Public Papers - 1992 - June
Message to the House of Representatives Returning Without Approval the National Institutes of Health Revitalization Amendments of 1992
To the House of Representatives:
I am returning herewith without my approval H.R. 2507, the ``National Institutes of Health Revitalization Amendments of 1992,'' which would extend and amend biomedical research authorities of the National Institutes of Health (NIH).
Before discussing the flaws of H.R. 2507, I must clarify two misperceptions. First, H.R. 2507 is not necessary to assure that Federal spending continue for biomedical research, or for research related to any disease, disorder, or condition. Second, H.R. 2507 is not necessary to increase support for research targeted at women's health needs. Great progress is being made in the area of women's health under the valued leadership of the first female director of the NIH.
H.R. 2507 is unacceptable to me on almost every ground: ethical, fiscal, administrative, philosophical, and legal. I repeatedly warned the Congress of this at each stage of the legislative process. The bill's provisions permitting the use of tissue from induced abortions for federally funded transplantation research involving human subjects are inconsistent with our Nation's deeply held beliefs. Moreover, it is clear that this legislation would be counterproductive to the attainment of our Nation's health research objectives.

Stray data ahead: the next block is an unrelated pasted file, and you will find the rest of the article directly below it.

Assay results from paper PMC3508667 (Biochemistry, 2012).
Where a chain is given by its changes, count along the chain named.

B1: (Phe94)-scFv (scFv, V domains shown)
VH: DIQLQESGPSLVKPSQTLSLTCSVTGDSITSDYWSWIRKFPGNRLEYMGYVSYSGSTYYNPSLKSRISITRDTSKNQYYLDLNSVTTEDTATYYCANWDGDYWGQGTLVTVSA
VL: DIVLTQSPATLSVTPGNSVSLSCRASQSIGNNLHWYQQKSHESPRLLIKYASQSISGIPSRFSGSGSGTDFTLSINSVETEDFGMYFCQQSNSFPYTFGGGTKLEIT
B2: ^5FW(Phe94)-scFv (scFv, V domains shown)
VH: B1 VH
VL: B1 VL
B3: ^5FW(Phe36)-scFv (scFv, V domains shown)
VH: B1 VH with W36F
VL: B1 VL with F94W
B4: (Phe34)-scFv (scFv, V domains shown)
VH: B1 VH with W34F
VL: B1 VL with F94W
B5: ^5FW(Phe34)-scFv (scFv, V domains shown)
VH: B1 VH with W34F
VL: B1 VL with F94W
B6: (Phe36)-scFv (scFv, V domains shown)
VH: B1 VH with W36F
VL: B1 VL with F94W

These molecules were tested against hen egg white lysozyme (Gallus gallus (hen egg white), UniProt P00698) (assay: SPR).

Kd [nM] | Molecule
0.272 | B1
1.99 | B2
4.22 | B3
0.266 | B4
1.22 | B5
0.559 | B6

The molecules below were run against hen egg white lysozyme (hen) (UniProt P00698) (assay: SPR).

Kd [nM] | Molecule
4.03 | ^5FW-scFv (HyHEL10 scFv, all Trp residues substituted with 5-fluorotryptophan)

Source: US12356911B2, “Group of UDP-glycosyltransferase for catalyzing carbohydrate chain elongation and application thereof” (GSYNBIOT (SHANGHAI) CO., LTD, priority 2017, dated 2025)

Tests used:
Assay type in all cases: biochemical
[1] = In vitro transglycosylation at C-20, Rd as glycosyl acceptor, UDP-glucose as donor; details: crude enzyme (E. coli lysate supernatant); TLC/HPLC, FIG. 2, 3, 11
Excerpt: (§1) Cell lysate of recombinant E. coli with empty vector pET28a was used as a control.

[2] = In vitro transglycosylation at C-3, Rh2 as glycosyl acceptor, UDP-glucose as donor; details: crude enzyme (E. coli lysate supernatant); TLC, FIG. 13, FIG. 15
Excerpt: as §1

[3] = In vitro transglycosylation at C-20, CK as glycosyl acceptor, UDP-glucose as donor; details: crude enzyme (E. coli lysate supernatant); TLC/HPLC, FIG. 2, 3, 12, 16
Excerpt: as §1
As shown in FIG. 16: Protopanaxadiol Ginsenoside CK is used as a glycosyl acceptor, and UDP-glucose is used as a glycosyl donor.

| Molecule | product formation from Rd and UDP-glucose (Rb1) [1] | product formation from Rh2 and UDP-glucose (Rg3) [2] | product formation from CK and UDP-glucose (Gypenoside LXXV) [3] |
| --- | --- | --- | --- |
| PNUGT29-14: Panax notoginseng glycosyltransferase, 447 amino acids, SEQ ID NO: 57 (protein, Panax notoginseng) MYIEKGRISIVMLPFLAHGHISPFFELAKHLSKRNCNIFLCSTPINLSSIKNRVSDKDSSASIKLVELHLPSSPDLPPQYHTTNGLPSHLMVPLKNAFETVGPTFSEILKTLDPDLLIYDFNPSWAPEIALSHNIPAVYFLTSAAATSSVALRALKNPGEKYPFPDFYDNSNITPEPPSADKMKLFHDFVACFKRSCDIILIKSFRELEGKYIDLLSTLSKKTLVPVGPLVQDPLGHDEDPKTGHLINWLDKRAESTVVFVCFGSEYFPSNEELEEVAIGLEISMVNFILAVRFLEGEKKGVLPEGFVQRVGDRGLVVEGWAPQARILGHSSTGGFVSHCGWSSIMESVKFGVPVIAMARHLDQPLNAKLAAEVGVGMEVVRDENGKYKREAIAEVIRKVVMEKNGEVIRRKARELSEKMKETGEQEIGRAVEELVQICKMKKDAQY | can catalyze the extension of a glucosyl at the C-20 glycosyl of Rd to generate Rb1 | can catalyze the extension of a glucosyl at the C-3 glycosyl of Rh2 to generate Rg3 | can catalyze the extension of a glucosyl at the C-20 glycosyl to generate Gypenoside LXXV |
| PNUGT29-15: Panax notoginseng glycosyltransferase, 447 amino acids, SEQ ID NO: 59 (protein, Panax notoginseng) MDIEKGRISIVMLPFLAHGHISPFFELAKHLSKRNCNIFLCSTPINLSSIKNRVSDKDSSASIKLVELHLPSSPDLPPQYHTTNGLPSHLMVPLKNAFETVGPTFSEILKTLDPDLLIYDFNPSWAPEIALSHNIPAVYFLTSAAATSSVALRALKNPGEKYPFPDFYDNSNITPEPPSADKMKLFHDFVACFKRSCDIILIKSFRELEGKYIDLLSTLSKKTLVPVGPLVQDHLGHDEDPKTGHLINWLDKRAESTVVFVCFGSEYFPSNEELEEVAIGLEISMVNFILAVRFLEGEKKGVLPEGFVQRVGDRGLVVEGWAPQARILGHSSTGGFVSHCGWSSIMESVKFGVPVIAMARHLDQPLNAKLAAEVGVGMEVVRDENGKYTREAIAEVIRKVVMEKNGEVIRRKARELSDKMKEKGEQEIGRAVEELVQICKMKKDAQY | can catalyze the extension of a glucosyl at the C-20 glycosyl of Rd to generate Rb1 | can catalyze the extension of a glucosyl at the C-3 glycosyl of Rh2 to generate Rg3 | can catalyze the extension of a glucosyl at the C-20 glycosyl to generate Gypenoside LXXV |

H.R. 2507 is objectionable because it would lift the current moratorium on the use of Federal funds for fetal tissue transplantation research where the tissue is obtained from induced abortions. Let it be clear: this is not a moratorium on research. It is only a moratorium on the use of one source of tissue for that research. I believe this moratorium is important in order to prevent taxpayer funds from being used for research that many Americans find morally repugnant and because of its potential for promoting and legitimatizing abortion.
My Administration is strongly committed to pursuing research to find cures and treatments for such disorders as Parkinson's disease, diabetes, and Alzheimer's disease that have been held out as areas where fetal tissue research might be pursued. Fetal tissue transplantation research relating to these disorders can proceed without relying on tissue from induced abortions. Medical experts at the Department of Health and Human Services have assured me that ectopic pregnancies and spontaneous abortions provide sufficient and suitable tissue to meet anticipated research needs. Therefore, on May 19, 1992, I issued an Executive order establishing a fetal tissue bank that will collect tissue from these sources so as to meet the needs of the research community. The bank will provide tissue directly to scientists for their research. This approach truly represents the pro-research and ethical alternative that will allow this research to go forward without relying on a source of tissue that many find to be morally objectionable.